JPMorgan’s best internet stock picks: Amazon, Uber, Booking
JP Morgan analysts slash price targets on 26 internet companies, but rank Amazon, Uber, Booking as their “best trading ideas.” Here’s why.
JPMorgan Chase & Co. slashed its price targets on 26 internet companies amid a massive selloff across the stock market that sent the S&P 500 index toward its worst first half loss in more than five decades.
Three companies stand out, though: Amazon (AMZN), Uber (UBER) and Booking Holdings (BKNG), named the bank’s three best trading ideas in the sector.
“The overall macro environment has deteriorated” since the first quarter with inflation climbing to a four-decade high, fuel costs surging 45% since early February, and Chase credit card data indicating slowing consumer spending and weakening consumer confidence, the bank’s analysts said in a note yesterday.
Other investment banks have flagged a gloomier outlook across the stock market. Morgan Stanley Chief U.S. Equity Strategist Mike Wilson earlier this week predicted that the S&P 500 would tumble another 27% as earnings decline by at least 20%, before climbing back to the bank’s bear case target of 3,350 level.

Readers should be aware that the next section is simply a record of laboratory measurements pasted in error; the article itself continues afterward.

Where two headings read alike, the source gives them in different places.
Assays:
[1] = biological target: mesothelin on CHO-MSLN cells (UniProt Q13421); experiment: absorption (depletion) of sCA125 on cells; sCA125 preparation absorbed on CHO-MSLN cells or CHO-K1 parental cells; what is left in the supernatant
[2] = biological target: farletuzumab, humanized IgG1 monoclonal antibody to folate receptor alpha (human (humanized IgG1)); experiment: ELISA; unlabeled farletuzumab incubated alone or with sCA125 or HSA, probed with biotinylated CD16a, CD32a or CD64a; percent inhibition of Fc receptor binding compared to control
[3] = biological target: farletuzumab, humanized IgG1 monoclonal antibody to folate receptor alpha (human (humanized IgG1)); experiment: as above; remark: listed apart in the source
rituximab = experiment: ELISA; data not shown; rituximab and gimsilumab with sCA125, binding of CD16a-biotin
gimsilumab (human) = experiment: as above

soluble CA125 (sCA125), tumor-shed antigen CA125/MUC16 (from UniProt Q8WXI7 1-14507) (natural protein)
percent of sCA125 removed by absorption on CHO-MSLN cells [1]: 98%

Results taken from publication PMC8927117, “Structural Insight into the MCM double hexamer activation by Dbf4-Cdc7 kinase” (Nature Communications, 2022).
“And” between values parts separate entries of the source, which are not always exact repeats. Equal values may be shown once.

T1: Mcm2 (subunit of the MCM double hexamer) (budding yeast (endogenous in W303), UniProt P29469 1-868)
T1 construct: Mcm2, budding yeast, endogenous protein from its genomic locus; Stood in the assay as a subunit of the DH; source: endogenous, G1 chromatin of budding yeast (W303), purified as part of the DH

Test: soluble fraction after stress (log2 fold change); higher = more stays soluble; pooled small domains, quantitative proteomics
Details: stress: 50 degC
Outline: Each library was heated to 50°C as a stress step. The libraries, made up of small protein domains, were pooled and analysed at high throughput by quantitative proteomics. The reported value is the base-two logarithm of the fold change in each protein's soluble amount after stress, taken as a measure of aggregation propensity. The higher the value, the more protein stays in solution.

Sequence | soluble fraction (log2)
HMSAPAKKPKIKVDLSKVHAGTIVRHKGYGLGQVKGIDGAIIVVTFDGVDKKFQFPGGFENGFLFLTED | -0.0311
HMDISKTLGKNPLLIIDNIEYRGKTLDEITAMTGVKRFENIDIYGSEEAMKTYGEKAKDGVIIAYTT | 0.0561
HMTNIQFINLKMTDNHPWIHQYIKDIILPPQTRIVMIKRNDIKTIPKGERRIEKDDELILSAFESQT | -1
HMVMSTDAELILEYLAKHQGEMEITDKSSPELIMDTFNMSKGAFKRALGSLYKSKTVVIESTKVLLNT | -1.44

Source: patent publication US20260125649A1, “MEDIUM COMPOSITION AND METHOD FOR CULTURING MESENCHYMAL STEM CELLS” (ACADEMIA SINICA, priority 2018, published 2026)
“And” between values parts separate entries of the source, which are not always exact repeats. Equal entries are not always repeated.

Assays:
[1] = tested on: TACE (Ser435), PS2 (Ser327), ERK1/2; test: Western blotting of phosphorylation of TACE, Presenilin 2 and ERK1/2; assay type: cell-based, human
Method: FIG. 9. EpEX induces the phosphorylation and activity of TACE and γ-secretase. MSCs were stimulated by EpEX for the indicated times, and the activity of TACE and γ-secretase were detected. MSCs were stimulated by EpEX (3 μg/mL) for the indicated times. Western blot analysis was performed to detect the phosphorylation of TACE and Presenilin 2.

“The bear market is likely not over, although it may feel like it over the next few weeks,” Wilson said in a podcast.
While JPMorgan’s projections have been lowered, the bank’s analysts said “many equity prices already reflect a softer macro environment.”
Amazon, Uber and Booking are still their “best ideas,” they said.
Amazon seen gaining market share as recession looms